Monday, October 06, 2008

Why OAuth can't be ignored

Do you realize that your email password is probably your most sensitive piece of information?  You should never, ever give it away.  Not to another "trustworthy" web site, and not to a desktop app that wants to perform some service for you.  Web-based email these days is hosted by providers that offer many other services using the same user account.  For instance, if you use a desktop app to write blog posts and publish them to your Blogger account, do you realize you're giving that desktop app the full ability to read your email, write email as if it were you, download and publish your Google search history, and otherwise impersonate you on just about every web site you belong to?

Web sites and desktop apps like to offer services that extend or require the services on another web site, using your account.  It's your account!  Why do they need to impersonate you?  Likely because they need to access some data that is in your account and the web site holding that data will only let "you" access it, so obviously this new web site will need to pretend to be you to get to it.  This is what impersonation is about.

They don't need to impersonate you.  There are two reasons why trusting someone else to impersonate you is a Very Bad Idea:

  1. It usually involves giving away your password to that other web site.  Giving away your password is a free-for-all pass to your account.  It lets the other web site pretend to be you for an unlimited duration (or until you change your password, but that's a pain) and do unlimited things as you.  Oh, and they could publish your password to the world (yes, it actually happens!) either deliberately or on accident.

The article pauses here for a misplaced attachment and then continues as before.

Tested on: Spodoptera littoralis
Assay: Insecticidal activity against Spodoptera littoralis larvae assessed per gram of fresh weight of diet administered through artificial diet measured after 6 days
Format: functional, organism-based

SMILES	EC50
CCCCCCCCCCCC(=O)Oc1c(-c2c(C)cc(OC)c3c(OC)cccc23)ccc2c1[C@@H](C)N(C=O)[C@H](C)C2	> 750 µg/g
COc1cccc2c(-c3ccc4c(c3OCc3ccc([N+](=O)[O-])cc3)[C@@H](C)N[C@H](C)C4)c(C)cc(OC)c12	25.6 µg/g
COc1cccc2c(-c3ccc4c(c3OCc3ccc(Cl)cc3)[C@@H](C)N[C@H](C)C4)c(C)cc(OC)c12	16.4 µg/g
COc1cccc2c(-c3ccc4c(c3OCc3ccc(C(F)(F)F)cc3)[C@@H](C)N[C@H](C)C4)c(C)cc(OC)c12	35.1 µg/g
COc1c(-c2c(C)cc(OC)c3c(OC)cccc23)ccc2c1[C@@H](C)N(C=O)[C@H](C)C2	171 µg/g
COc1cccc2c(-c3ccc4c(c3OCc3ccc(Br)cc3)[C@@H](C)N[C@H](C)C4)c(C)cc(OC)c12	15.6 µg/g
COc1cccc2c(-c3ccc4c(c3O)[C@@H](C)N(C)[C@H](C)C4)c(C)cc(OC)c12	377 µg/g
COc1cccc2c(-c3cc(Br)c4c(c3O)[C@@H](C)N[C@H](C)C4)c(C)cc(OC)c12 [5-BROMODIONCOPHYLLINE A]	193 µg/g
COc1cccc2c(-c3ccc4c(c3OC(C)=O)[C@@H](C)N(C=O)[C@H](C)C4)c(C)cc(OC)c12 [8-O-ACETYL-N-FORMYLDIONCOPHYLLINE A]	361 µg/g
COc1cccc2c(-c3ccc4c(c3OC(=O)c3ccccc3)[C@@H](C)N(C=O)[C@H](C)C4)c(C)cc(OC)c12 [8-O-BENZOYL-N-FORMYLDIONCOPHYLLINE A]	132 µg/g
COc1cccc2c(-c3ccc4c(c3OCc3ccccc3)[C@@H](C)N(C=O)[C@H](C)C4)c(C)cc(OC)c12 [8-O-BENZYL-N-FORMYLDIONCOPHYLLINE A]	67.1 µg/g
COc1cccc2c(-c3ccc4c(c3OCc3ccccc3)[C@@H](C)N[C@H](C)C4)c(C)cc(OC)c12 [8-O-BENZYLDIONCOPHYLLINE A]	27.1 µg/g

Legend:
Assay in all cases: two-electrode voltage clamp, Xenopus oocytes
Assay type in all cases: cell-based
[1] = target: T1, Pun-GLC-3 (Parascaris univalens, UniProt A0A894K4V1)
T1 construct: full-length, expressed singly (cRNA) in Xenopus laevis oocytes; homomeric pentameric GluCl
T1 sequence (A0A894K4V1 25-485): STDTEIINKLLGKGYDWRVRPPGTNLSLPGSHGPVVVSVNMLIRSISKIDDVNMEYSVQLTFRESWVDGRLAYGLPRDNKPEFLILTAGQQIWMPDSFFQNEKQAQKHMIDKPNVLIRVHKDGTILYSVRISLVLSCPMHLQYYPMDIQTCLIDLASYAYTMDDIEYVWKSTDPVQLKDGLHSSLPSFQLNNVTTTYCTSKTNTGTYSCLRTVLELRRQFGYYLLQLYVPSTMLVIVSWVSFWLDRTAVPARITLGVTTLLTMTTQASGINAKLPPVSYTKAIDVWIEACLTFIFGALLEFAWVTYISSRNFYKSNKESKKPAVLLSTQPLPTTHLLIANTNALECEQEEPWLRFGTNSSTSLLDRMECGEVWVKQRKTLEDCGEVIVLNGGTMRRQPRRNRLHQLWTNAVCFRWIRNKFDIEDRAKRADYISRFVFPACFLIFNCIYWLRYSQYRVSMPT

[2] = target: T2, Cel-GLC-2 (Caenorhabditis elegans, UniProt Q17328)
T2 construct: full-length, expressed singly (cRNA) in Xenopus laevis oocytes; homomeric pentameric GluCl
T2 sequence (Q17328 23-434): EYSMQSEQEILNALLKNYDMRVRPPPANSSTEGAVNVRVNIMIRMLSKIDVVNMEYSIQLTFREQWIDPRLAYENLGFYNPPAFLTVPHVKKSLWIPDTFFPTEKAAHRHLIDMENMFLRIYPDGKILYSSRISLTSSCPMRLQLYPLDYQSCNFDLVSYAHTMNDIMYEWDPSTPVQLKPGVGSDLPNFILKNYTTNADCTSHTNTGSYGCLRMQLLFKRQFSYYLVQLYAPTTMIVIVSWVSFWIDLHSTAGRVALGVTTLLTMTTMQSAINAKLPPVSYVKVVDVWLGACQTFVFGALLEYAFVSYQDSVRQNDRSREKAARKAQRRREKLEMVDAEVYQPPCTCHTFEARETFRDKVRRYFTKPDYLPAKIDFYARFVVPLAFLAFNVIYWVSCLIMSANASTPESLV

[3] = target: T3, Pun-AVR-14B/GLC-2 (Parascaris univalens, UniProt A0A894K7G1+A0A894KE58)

2. Your password is very often the same password you use on many other sites.  Not only are you giving this arbitrary site the ability to impersonate you on just one site, but you're probably giving them the ability to impersonate you on many other sites as well.

There is a better way.  OAuth is a protocol that can give web sites and desktop applications the ability to access a constrained subset of your information or abilities on some web site, without giving away your password, and therefore without actually impersonating you, as the site holding your protected information knows that it's not really you, but some 3rd party you've authorized that is actually accessing your data.  Oh, and with OAuth you can revoke a 3rd party's privileges to access your protected data at any time without any inconvenience around changing your password.

Let's look at a couple of real-world scenarios:

Windows Live Writer Today

I love Windows Live Writer.  I'm using it now to write this post.  But it demands to know my Blogger username and password in order to publish posts when I'm done writing them.  So yes, Live Writer could theoretically read my email, write emails, read my address book, and ultimately break into all web sites that I have accounts on.  Oh, but Microsoft wrote Live Writer, so I'm safe, right?  Perhaps.  But suppose someone were to steal my laptop.  They could decrypt Live Writer's cache of my password and do all these Bad Things. 

Windows Live Writer Tomorrow